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  1. #1
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    Nokian Rotiiva AT tires - anyone here used?

    Anyone here use (or used in the past) the Nokina Rotiiva AT truck tire? 3PMSF rated, Nokian describes as "all season" but it looks to me more like a mild/moderate A/T tread.

    https://www.nokiantires.com/all-weat...tiiva-at-plus/

    Curious how well it does in snow.
    Quote Originally Posted by powder11 View Post
    if you have to resort to taking advice from the nitwits on this forum, then you're doomed.

  2. #2
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    Really good. Drove the TransCanada from YYC to Rogers pass and QE2 a lot in these on a lighter truck (taco)

    Better icey road performance than a Toyo at2





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  3. #3
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    I had a different nokian AT tire, Vatiiva I think? It did ok but wore down pretty fast was my recollection.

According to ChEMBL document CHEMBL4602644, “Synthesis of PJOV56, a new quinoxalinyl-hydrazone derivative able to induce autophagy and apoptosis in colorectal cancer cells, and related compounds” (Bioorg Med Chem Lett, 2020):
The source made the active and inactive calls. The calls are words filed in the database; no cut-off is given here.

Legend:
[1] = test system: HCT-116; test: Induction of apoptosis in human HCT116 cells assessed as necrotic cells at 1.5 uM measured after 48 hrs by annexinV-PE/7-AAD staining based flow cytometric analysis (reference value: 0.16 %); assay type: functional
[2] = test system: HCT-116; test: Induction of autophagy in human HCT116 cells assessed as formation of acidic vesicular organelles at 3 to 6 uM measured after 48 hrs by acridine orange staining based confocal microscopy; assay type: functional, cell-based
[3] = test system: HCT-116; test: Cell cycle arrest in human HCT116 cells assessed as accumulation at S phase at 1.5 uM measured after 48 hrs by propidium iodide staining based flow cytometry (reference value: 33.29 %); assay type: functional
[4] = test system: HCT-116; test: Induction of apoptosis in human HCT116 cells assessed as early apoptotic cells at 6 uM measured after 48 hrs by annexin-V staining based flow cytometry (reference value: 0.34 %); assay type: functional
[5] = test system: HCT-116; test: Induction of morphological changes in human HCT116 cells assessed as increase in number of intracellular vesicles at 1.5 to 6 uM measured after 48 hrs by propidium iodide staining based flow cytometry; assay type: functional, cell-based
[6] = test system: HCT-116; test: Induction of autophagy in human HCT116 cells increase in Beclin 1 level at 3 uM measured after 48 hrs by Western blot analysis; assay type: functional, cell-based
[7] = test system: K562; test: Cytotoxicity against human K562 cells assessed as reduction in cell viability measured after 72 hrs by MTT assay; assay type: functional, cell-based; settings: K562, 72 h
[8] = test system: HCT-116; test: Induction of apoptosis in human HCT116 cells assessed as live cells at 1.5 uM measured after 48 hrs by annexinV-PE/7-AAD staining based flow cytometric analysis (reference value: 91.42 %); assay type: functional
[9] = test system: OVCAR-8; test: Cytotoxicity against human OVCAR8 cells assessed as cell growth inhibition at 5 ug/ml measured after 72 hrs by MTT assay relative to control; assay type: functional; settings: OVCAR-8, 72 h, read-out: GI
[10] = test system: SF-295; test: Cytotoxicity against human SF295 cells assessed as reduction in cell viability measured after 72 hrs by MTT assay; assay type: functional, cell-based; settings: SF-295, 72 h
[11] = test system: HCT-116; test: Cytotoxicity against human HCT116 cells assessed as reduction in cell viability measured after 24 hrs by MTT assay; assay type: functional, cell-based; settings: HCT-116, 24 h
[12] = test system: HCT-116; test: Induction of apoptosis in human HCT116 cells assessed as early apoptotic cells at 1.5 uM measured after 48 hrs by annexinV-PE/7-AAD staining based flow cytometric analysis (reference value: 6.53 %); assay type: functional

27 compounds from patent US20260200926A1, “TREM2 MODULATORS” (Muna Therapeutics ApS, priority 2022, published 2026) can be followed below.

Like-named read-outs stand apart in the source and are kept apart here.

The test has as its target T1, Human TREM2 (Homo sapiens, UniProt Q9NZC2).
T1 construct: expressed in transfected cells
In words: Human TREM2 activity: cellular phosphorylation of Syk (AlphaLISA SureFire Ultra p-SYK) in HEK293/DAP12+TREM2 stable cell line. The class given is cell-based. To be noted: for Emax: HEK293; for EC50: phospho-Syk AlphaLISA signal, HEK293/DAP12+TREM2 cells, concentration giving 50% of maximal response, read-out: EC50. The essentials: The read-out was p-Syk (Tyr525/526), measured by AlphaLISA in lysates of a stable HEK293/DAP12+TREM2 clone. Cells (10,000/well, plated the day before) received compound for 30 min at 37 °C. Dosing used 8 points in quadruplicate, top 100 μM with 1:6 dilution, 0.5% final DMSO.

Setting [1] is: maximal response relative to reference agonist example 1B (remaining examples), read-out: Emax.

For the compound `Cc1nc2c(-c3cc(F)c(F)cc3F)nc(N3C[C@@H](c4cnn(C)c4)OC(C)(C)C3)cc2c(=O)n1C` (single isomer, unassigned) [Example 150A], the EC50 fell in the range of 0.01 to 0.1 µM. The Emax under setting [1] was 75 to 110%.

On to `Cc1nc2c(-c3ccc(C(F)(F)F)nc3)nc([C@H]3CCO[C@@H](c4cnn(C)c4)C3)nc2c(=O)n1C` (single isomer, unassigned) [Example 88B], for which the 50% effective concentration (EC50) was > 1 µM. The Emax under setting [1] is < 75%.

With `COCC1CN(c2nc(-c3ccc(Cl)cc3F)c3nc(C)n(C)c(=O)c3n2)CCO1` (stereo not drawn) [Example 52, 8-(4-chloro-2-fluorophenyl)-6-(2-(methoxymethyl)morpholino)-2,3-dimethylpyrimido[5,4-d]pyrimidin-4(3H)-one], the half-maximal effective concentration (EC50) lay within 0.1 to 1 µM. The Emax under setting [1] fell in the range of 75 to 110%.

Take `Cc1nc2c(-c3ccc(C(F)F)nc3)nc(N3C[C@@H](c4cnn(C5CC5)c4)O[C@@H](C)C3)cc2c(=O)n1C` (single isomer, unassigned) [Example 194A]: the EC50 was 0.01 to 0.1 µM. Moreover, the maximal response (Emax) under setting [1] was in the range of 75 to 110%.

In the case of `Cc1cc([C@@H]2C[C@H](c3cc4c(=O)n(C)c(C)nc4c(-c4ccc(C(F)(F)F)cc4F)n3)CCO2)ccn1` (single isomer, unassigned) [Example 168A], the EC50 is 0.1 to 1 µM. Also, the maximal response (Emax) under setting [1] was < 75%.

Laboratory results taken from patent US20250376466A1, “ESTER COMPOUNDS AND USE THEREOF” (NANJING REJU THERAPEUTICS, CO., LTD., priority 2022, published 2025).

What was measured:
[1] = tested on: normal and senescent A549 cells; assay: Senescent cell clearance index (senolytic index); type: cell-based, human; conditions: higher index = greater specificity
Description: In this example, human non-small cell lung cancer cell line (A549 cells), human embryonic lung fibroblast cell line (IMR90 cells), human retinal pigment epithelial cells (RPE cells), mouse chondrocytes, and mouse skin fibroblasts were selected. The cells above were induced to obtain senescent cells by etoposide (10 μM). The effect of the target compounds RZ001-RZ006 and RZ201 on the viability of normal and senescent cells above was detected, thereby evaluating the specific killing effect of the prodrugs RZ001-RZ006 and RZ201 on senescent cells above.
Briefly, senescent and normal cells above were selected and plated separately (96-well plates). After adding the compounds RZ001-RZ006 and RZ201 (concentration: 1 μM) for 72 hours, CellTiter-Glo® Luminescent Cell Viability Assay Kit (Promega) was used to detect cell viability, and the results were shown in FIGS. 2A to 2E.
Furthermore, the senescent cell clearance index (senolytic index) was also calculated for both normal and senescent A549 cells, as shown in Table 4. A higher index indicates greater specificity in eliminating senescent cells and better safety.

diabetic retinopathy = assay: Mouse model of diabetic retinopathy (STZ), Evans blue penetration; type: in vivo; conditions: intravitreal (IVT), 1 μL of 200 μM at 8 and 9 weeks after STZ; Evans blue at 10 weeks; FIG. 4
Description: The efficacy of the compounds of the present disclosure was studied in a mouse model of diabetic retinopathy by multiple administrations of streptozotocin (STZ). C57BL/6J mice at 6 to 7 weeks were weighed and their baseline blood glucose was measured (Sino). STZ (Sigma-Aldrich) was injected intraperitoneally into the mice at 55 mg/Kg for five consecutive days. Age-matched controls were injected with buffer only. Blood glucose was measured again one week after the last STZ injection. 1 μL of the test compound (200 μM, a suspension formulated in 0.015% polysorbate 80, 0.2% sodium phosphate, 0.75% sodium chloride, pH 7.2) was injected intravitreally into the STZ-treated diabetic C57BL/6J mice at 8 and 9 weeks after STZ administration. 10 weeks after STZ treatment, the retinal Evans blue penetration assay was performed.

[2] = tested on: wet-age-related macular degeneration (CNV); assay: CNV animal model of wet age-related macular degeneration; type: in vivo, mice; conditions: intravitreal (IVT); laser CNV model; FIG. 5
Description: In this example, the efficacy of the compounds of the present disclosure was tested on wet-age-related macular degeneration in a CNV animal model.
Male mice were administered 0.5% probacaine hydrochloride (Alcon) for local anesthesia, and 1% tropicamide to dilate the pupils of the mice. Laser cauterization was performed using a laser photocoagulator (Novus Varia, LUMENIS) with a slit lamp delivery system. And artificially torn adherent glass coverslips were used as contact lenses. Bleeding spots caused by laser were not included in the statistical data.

"fuck off you asshat gaper shit for brains fucktard wanker." - Jesus Christ
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  4. #4
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    It is labeled as a summer tire in my neck of the woods (Norway).

    I currently run them on my 87 VW T3 Syncro, but I have zero intentions of ever using them on snow/during winter if I can avoid it. No ABS brakes for my trusty old steed alas, so studded tires for winter and Disco M/S for the rest of the year might very well be where I end up.

    I know that tires are labeled way differently over yonder, but Rotiiva will get you by in a pinch (light snowfall), but not as primary tires in snow rich, consistently cold (during winter) conditions imho.